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Meet The Artist

There, There, There 

"There There There" is the sister exhibition to Miami's "Your Had to be There". The first show to  explore tropical ties between Brian Butler, Joshua Hall and Diana Paz. This exhibition examined  regional relationships, and unique qualities that led each artist to live in the Bermuda Triangle.  For the Rugosa Gallery, the artists reunite to expand upon that body of work, and test the  

universality of those themes. 



Brian Butler relocated to Miami from Massachusetts 13 years ago. The move was timed perfectly to the  smash-hit single "I'm in Miami Bitch". A phrase that adorned every South Beach gift shop, and ear-wormed its  way into the national psyche. This phenomenon along with a history of exploring Cape Cod gift shops and mini  golf courses conditioned the artist to frame life through a lens of leisure. Live where other's vacation. Build the  place others wish to be. Butler embraces the visual language of the souvenir. Just like the pennants of the past, his flags exist as proof.  By retrofitting fragments of regional identity, his work carries the same power of verification, but with a curated  emphasis on the rough edges, the qualities that make it weird. By paying tribute to these enduring monuments,  roadside traditions and homegrown lore, he spreads his message of leisure. Highlighting pieces that individually hold a complex variety of purpose, but together represent the strength of forging new paths, and resisting the  eroding tides of optimization and homogeneity.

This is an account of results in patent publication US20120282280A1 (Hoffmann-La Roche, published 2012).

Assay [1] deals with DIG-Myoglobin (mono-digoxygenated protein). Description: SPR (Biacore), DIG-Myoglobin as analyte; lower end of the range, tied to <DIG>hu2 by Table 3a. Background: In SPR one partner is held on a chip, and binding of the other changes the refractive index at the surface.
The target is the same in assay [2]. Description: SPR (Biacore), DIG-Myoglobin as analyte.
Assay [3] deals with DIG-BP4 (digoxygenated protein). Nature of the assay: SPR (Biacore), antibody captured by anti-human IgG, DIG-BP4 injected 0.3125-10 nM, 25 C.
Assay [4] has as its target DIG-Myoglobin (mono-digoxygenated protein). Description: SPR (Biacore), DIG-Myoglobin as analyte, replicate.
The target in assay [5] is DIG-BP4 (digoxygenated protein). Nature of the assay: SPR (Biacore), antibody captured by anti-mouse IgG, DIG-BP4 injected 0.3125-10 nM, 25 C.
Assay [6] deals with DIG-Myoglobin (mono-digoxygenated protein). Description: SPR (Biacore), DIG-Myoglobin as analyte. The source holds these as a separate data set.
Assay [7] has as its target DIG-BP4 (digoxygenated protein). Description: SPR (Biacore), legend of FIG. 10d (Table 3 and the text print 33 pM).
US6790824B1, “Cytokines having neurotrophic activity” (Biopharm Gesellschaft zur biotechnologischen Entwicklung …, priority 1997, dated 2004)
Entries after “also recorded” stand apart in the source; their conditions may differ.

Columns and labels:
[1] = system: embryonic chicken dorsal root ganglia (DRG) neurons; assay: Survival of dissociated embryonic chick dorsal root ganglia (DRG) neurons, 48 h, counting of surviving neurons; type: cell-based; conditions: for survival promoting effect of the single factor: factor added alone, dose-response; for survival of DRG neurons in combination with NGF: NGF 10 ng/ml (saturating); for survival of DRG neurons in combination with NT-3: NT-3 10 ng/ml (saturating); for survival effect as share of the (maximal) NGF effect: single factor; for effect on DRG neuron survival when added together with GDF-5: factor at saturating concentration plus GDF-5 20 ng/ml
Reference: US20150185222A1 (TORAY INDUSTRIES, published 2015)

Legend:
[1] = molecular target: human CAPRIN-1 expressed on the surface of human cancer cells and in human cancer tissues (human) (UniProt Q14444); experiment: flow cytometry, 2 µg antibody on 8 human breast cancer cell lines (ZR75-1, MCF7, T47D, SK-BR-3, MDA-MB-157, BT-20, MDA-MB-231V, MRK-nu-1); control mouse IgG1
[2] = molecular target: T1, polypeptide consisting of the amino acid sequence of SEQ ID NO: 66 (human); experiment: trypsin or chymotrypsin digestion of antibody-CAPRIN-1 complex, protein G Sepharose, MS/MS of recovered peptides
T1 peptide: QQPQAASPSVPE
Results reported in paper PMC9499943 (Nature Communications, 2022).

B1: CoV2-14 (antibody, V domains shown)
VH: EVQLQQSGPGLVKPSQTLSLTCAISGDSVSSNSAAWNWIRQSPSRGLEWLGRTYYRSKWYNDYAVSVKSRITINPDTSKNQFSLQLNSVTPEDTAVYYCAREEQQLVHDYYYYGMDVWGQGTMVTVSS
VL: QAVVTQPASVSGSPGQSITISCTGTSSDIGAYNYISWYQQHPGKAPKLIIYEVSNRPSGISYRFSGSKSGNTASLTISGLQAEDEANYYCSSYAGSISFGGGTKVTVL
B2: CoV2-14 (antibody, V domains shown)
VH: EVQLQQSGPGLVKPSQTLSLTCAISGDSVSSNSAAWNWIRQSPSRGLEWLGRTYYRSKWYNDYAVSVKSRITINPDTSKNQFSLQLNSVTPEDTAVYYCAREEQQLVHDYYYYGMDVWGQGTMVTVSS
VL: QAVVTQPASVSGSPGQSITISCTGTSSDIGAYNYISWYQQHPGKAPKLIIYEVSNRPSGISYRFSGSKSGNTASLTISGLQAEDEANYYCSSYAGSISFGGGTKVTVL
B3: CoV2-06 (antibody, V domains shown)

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Joshua Hall, also known as Baghead, (Miami, FL 1988) is a contemporary Latin-American artist headquartered in  Miami, Florida. His work derives from 90s skateboarding, street typography, and early animation. He is known  for his wooden sculptures as well as being a muralist.  

The icons across his latest body of work serve as vessels of growth and adaptation. The butterfly for instance,  has always represented metamorphosis, but in this fossil-like state, has it solidified? or is it just grown difficult  to change? These characters have matured alongside Joshua's own artistic identity. Deep personal introspection  visualized through the filter of highly stylized graphics. 

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Diana Paz (Maracaibo, Venezuela 1989) is a Latin-American artist based in Miami. Diana, who also goes under  the moniker DE89, is a minimalist painter who mainly focuses on color and composition to create  non-representational images.  

This collection of geometric arrangements began as a sentimental reflection on personal identity. The additions  crafted for the Rugosa Gallery shift focus toward the future. Just as Diana has acclimated over and over to  various homes all over the world. These works act as messengers that unlock dialog with new places she has  not yet set foot. References range from her diasporic recollections of Venezuela, inspired by road maps, which  signify migration, to self proclaimed love letters dedicated to her last remaining family member in Venezuela. 

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